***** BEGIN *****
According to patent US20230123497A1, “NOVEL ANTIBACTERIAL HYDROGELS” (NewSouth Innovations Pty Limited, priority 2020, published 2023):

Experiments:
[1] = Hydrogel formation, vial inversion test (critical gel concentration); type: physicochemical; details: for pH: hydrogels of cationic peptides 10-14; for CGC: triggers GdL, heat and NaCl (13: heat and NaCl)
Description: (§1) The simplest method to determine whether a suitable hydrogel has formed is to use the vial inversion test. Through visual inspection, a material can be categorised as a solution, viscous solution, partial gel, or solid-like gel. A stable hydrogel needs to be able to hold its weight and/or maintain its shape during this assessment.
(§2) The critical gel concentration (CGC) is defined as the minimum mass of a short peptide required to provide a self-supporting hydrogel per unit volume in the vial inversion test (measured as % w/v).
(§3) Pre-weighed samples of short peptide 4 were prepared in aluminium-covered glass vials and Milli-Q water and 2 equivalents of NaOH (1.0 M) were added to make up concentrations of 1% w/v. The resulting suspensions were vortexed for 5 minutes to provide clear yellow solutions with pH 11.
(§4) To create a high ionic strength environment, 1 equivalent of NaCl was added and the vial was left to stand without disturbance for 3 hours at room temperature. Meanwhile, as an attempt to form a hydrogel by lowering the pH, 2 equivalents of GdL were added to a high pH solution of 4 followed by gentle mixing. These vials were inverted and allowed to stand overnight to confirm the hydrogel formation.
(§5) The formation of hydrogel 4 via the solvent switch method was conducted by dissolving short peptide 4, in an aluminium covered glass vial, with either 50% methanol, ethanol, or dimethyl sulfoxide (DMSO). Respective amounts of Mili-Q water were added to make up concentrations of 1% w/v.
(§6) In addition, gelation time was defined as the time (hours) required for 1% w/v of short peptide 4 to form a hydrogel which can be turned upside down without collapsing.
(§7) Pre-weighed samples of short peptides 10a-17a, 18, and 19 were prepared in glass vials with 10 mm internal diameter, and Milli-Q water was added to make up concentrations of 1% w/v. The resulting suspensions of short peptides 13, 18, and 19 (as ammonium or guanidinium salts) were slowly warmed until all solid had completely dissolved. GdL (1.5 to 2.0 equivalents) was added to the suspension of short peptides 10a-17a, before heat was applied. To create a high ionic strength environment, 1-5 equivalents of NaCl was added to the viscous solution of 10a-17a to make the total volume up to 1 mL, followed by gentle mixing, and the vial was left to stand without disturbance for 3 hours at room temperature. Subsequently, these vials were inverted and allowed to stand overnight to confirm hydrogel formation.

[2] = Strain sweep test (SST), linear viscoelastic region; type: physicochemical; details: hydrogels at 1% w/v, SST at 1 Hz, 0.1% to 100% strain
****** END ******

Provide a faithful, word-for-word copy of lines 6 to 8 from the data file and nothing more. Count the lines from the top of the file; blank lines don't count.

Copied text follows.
(§3) Pre-weighed samples of short peptide 4 were prepared in aluminium-covered glass vials and Milli-Q water and 2 equivalents of NaOH (1.0 M) were added to make up concentrations of 1% w/v. The resulting suspensions were vortexed for 5 minutes to provide clear yellow solutions with pH 11.
(§4) To create a high ionic strength environment, 1 equivalent of NaCl was added and the vial was left to stand without disturbance for 3 hours at room temperature. Meanwhile, as an attempt to form a hydrogel by lowering the pH, 2 equivalents of GdL were added to a high pH solution of 4 followed by gentle mixing. These vials were inverted and allowed to stand overnight to confirm the hydrogel formation.
(§5) The formation of hydrogel 4 via the solvent switch method was conducted by dissolving short peptide 4, in an aluminium covered glass vial, with either 50% methanol, ethanol, or dimethyl sulfoxide (DMSO). Respective amounts of Mili-Q water were added to make up concentrations of 1% w/v.